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Kath. Mov'd! in good time: let him that mov'd
you hither, Remove
hence: I knew you at the first, You were a moveable. Pet.
Why, what's a moveable? Kath. A joint-stool 12. Pet.
Thou hast hit it: come, sit on me. Kath. Asses are made to bear, and so are you. Pet. Women are made to bear, and so are you. Kath. No such jade, sir, as you, if me you mean.
Pet. Alas, good Kate, I will not burden thee : For knowing thee to be but young and light,
Kath. Too light for such a swain as you to catch; And yet as heavy as my weight should be.
Pet. Should be ? should buz.
Well ta’en, and like a buzzard. Pet. O, slow-wing'd turtle! shall a buzzard take
thee? Kath. Ay, for a turtle; as he takes a buzzard 13. Pet. Come, come, you wasp; i'faith, you are too
angry. Kath. If I be waspish, best beware my sting. Pet. My remedy is then, to pluck it out. Kath. Ay, if the fool could find it where it lies. Pet. Who knows not where a wasp doth wear
his sting? In his tail. Kath.
In his tongue. Pet.
Whose tongue? 12. A proverbial expression also used by the fool in King Lear: and in Lyly's Mother Bombie :
Cry your mercy; I took you for a joint stool. 13 This kind of expression seems also to have been proverbial. So in The Three Lords of London, 1590 :
hast no more skill Than take a falcon for a buzzard.
Kath. Yours, if you talk of tails; and so farewell.
That I'll try.
[Striking him. Pet. I swear I'll cuff
strike again. Kath. So may you
your arms: If
you strike me, you are no gentleman; And if no gentleman, why, then no arms.
Pet. A herald, Kate? 0, put me in thy books.
Kath. It is my fashion when I see a crab.
Had I a glass, I would.
face? Kath. Well aim'd of 15 such a young one. Pet. Now, by Saint George, I am too young for
you. Kath. Yet you are wither’d. Pet.
'Tis with cares. Kath.
I care not. Pet. Nay, hear you, Kate: in sooth you 'scape
not so. Kath. I chafe you, if I tarry; let me go.
Pet. No, not a whit; I find you passing gentle. 'Twas told me, you were rough, and coy,
and sullen, 14 A cowardly degenerate cock.
And now I find report a very liar;
Kath. Go, fool, and whom thou keep'st command.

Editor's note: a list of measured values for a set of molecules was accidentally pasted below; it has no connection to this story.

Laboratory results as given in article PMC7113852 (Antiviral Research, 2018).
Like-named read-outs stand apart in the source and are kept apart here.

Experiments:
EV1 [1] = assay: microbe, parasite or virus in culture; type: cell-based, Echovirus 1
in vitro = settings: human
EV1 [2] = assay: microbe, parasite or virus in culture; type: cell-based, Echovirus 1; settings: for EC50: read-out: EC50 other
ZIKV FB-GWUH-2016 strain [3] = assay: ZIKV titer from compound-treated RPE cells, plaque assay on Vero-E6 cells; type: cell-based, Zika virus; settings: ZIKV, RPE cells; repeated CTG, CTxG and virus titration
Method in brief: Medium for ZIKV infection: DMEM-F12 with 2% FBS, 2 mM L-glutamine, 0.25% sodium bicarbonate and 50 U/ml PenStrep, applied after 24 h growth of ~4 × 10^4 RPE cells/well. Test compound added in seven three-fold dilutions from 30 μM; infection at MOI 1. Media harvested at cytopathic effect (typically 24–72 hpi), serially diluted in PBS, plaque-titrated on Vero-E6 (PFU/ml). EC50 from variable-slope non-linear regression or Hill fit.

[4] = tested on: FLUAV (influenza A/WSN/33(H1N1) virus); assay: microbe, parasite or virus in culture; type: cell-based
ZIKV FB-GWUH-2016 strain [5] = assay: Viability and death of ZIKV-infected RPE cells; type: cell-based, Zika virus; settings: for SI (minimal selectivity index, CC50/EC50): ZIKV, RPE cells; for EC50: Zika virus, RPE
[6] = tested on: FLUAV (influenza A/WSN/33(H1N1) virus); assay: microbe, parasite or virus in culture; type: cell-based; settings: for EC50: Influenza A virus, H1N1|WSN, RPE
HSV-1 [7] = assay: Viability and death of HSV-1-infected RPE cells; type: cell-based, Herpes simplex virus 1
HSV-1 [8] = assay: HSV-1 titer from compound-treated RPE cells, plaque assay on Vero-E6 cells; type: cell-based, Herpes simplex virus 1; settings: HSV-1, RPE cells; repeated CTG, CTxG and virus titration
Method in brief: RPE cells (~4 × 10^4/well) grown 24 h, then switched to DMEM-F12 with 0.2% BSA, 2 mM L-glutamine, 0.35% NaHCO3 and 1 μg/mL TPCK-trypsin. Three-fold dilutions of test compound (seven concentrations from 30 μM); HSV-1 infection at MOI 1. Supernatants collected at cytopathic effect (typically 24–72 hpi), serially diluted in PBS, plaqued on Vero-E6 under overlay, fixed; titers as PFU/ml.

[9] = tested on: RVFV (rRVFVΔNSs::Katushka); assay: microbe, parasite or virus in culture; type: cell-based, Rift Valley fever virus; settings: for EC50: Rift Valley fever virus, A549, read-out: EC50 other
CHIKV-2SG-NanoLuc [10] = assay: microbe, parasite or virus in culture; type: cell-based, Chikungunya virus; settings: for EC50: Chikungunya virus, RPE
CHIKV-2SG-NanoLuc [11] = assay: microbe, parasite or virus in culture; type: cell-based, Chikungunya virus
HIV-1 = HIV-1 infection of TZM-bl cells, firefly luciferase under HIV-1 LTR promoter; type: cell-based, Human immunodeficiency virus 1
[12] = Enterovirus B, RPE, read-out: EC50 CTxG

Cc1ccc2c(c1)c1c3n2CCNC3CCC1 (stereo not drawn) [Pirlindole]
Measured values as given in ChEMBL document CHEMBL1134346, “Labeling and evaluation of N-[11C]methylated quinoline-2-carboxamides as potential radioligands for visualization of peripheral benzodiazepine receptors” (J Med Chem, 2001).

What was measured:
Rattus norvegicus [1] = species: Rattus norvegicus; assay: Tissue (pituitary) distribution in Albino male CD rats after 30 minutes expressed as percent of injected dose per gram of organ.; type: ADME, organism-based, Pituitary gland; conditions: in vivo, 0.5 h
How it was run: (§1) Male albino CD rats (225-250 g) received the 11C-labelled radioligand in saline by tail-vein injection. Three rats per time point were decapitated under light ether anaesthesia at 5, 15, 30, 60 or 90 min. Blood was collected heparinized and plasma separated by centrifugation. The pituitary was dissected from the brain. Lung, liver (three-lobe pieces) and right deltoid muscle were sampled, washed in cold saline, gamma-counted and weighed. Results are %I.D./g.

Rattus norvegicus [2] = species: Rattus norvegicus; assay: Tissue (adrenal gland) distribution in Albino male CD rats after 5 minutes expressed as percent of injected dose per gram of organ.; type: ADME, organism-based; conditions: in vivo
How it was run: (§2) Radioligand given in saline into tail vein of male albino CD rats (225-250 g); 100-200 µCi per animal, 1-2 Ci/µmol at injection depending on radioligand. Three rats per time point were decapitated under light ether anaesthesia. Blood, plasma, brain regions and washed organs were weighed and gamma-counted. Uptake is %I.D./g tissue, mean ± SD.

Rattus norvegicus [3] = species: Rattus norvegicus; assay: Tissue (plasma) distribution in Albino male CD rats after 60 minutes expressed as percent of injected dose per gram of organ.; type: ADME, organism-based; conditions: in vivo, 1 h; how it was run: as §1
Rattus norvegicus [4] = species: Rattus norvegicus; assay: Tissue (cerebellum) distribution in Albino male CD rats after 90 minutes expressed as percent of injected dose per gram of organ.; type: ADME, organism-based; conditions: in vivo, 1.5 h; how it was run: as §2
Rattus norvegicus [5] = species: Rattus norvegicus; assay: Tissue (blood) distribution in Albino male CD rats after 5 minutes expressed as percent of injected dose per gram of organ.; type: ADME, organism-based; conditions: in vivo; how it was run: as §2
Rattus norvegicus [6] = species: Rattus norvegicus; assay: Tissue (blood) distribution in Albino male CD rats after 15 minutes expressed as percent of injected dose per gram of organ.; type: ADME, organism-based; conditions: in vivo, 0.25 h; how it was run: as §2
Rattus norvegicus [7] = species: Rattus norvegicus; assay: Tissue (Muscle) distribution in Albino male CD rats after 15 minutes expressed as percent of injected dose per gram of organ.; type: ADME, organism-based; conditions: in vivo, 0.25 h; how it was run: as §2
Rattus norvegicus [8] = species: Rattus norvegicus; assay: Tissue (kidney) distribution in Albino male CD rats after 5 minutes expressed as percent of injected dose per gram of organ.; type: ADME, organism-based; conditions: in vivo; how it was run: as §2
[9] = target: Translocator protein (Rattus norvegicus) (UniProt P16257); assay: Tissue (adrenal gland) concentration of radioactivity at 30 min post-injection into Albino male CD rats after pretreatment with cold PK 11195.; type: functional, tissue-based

Pet. Did ever Dian so become a grove,
Kath. Where did you study all this goodly speech?
Yes; keep you warm 16.
-Your father hath consented That you shall be my wife; your dowry 'greed on; ind, will you, nill you, I will marry you. Now, Kate, I am a husband for your turn; For, by this light, whereby I see thy beauty, (Thy beauty, that doth make me like thee well),
16 This appears to allude to some proverb. So in Much Ado About Nothing :
that if he has wit enough to keep himself warm.' An allusion of the same kind is in Beaumont and Fletcher's Scornful Lady.
Thou must be married to no man but me:
Re-enter BAPTISTA, GREMIO, and TRANIO.
How but well, sir ? how but well?
your dumps ? Kath. Call you me, daughter? now I promise you, You have show'd a tender fatherly regard, To wish me wed to one half lunatick; A mad-cap ruffian, and a swearing Jack, That thinks with oaths to face the matter out.
Pet. Father, 'tis thus :-yourself and all the world, That talk'd of her, have talk'd amiss of her; If she be curst, it is for policy: For she's not froward, but modest as the dove; She is not hot, but temperate as the morn; For patience she will prove a second Grissel 18 ; And Roman Lucrece for her chastity: And to conclude,—we have 'greed so well together, That upon Sunday is the wedding-day.
Kath. I'll see thee hang'd on Sunday first.
17 Thus the first folio. The second folio reads: wild Kat to a Kate. The modern editors, ' a wild cat.'
18 The story of Griselda, so beautifully related by Chaucer, was taken by him from Boccaccio. It is thought to be older than the time of the Florentine, as it is to be found among the old fubliaux.
Gre. Hark, Petruchio! she says she'll see thee
hang'd first. Tra. Is this your speeding ? nay, then, good night
our part! Pet. Be patient, gentlemen; I choose her for
myself; If she and I be pleas’d, what's that to you? "Tis bargain'd 'twixt us twain, being alone, That she shall still be curst in company. I tell you, 'tis incredible to believe How much she loves me: 0, the kindest Kate!She hung about my neck; and kiss on kiss She vied 19 so fast, protesting oath on oath, That in a twink she won me to her love. O, you are novices ! 'tis a world to see 20, How tame, when men and women are alone, A meacock 21 wretch can make the curstest shrew.Give me thy hand, Kate: I will unto Venice, To buy apparel ’gainst the wedding-day:Provide the feast, father, and bid the guests; I will be sure, my Katharine shall be fine. Bap. I know not what to say: but give me your
hands; God send you joy, Petruchio! 'tis a match.
19 So in the old play :
* Redoubling kiss on kiss upon my cheeks.' To vie was a term in the old vocabulary of gaming, for to wager the goodness of one hand against another. There was also to revie and other variations. Mr. Gifford has clearly explained the terms in a note on Every Man in his Humour, Act iv. Sc. 1. Petruchio here appears to mean that Katherine played as for a wager with her kisses, vieing or staking kiss on kiss with him.
20 This phrase, which frequently occurs in old writers, is equivalent to, it is a wonder, or a matter of admiration to see.
2 A tame dastardly creature, particularly an overmild husband. • A mecocke or pezzant, that hath his head under his wives girdle, or that lets his wife be his maister.'--Junius's Nomenclator, by Fleming, 1585, p. 532.